This “tech company” argument has been rejected by a UK court and by the European Court of Justice, and most legal experts in the US see this as a desperate attempt by Uber to buy some time. Uber drivers are obviously an essential part of the company's business; indeed, without it's drivers, Uber has no business. And there will certainly be vigorous enforcement, since AB 5 includes a provision that gives California’s attorney general and city attorneys the ability to prosecute companies and block their operations if they misclassify employees as independent contractors. If Uber resists treating its drivers as employees, it will quickly find itself embroiled in numerous lawsuits filed by city attorneys in every major California city.

With Uber’s annual losses in the billions of dollars, some are predicting this law could be an existential death blow against the company. And automated robo cars will not save them, since the most credible experts now say it will take 15 years at least before Level 5 self-driving will be on city streets. So most observers agree that Uber is in for a rude shock, come January 1. Its shares already have plummeted nearly 40% from its initial public offering in May.

Other occupations such as freelance writers, mental health therapists and more are waiting anxiously to see if the new law helps or hurts them when it is implemented on January 1. For example, the law says that a media outlet is allowed to pay for a maximum of 35 articles from a freelance writer before it must hire that writer as a regular employee. A number of writers have voiced concern that this will result in less work for them. But labor reporter Margot Roosevelt tweeted that the Los Angeles Times has already hired 30 former freelancers as full-time reporters. “Those folks now have steady employment & job protections,” she said.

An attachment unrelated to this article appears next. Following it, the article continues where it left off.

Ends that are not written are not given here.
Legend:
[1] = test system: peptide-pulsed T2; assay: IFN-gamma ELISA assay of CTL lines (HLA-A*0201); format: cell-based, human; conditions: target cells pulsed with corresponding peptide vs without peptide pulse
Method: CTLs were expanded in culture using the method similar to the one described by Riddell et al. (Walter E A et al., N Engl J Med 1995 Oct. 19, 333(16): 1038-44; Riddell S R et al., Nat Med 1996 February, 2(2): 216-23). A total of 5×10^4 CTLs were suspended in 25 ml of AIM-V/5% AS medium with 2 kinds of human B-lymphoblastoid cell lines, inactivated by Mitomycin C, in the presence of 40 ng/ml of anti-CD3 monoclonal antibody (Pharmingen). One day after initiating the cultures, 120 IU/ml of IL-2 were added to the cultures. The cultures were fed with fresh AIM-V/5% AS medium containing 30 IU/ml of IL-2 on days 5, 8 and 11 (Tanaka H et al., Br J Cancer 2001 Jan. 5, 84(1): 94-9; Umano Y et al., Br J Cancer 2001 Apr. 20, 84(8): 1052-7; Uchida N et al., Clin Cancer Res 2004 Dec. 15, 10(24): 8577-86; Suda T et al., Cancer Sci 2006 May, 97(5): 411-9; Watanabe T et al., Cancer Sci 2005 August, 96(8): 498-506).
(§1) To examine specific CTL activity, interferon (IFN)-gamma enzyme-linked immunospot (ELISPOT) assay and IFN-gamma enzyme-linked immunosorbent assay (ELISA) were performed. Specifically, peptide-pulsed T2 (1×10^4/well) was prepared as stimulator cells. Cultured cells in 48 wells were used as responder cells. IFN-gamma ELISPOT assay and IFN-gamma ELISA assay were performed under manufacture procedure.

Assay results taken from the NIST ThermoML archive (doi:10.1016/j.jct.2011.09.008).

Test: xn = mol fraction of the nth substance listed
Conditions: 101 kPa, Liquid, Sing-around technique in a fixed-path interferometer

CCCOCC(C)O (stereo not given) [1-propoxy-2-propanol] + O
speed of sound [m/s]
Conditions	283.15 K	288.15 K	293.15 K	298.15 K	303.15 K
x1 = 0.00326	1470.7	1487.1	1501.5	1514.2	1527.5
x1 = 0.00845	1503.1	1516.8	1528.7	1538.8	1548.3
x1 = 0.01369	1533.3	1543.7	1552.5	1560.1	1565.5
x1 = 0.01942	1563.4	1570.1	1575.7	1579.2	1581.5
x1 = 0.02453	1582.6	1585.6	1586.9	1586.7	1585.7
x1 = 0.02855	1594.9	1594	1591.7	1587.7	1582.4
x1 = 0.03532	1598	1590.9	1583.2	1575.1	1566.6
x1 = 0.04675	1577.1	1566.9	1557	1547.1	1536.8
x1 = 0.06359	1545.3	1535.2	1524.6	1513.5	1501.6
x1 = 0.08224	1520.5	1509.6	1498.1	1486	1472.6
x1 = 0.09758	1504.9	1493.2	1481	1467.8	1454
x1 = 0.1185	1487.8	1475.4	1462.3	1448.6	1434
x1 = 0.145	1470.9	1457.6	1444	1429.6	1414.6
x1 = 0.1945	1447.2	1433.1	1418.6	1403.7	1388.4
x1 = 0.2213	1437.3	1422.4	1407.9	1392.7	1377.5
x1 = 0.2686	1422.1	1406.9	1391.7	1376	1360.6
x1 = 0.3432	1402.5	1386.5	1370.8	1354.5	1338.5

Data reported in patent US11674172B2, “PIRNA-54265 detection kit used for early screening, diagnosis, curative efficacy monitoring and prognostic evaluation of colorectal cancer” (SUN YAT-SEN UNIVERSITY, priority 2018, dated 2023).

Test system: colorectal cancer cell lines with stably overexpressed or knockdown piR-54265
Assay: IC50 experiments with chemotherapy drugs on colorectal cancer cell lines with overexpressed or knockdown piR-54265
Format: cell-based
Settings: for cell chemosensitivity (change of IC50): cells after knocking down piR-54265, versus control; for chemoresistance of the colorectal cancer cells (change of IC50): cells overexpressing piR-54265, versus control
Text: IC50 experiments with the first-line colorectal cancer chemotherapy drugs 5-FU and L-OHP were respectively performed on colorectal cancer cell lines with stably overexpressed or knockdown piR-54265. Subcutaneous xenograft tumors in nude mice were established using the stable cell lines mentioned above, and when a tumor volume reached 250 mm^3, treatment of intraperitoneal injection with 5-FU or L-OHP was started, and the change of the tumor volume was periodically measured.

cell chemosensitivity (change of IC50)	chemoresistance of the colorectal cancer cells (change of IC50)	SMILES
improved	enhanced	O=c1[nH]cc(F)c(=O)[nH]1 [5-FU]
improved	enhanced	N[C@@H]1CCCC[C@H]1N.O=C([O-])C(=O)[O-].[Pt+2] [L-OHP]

Aaron Colby, a labor lawyer and partner at Davis Wright in Los Angeles, says the law contains a number of ambiguities. For example, the law does not state what happens if a freelance writer publishes more than 35 articles with a single publisher– does just the 36th fall under AB 5, or do all 36 articles (35 of them retroactively). "The courts are going to have to figure that out," Colby says.

The law may be just the beginning.

California’s new law may be just the beginning. Leaders in other states are viewing it as a potential model for reversing the wage stagnation of past decades and pushing back against the labor practices of tech giants. AB5 got the attention of New York Governor Andrew Cuomo, who said, “I don't want to lag California in anything … more people should be considered employees, because what has been happening is companies have been going out of their way to hire independent contractors to get out of those obligations.” At the federal level, no legislation will move forward anytime soon, with the Republicans in control of the Senate and the very anti-labor Donald Trump occupying the White House. But Democratic Party presidential front runners Elizabeth Warren and Bernie Sanders both strongly endorsed AB 5, so the federal ground could shift in the future.